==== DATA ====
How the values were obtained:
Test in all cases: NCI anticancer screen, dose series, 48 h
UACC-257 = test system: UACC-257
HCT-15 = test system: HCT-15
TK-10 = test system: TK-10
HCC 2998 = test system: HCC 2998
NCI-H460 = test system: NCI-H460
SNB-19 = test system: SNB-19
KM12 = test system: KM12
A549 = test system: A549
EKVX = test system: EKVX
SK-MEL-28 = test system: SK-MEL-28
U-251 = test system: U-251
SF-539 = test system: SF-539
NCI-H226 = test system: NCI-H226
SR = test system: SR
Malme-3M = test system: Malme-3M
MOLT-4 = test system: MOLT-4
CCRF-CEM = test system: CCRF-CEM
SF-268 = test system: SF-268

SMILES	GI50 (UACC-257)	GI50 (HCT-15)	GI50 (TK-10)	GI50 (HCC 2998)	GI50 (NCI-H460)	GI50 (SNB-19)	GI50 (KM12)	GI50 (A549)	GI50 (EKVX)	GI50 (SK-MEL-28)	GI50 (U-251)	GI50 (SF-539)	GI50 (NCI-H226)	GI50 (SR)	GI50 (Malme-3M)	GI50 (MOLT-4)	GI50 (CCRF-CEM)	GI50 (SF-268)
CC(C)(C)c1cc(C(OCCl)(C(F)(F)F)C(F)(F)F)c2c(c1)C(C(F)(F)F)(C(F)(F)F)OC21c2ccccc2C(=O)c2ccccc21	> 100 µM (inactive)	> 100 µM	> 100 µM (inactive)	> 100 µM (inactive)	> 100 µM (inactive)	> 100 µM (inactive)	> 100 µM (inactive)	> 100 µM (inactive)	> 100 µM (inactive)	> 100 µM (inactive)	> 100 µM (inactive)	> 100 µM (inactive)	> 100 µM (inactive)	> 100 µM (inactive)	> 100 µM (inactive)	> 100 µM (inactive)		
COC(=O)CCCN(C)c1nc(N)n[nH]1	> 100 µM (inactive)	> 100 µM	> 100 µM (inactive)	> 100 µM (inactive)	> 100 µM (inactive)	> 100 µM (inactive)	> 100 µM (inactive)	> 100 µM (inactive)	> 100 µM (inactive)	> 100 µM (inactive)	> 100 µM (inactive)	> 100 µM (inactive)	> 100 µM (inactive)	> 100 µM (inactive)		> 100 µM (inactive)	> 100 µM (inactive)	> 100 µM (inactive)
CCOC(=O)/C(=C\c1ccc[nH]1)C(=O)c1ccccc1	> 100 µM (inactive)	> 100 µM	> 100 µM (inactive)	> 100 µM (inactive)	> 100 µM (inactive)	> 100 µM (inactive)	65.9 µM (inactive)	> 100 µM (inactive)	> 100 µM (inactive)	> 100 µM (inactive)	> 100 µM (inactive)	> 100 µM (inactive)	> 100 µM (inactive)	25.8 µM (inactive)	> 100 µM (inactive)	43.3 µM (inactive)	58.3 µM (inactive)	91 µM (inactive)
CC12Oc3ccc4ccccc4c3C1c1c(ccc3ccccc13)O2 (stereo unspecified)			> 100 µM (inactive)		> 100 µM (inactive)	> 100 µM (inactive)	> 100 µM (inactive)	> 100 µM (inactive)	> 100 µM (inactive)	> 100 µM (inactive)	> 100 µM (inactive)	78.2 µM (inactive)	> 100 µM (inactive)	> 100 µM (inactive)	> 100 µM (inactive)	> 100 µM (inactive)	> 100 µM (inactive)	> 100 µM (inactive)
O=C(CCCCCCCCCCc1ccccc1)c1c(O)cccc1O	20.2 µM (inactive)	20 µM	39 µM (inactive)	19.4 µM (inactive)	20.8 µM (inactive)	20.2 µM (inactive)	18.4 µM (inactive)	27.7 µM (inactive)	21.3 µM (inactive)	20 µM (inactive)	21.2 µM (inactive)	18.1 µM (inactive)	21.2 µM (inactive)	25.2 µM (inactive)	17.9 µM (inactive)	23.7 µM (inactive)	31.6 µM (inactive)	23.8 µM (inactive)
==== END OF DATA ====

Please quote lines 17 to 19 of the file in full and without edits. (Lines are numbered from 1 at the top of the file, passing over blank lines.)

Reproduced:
Malme-3M = test system: Malme-3M
MOLT-4 = test system: MOLT-4
CCRF-CEM = test system: CCRF-CEM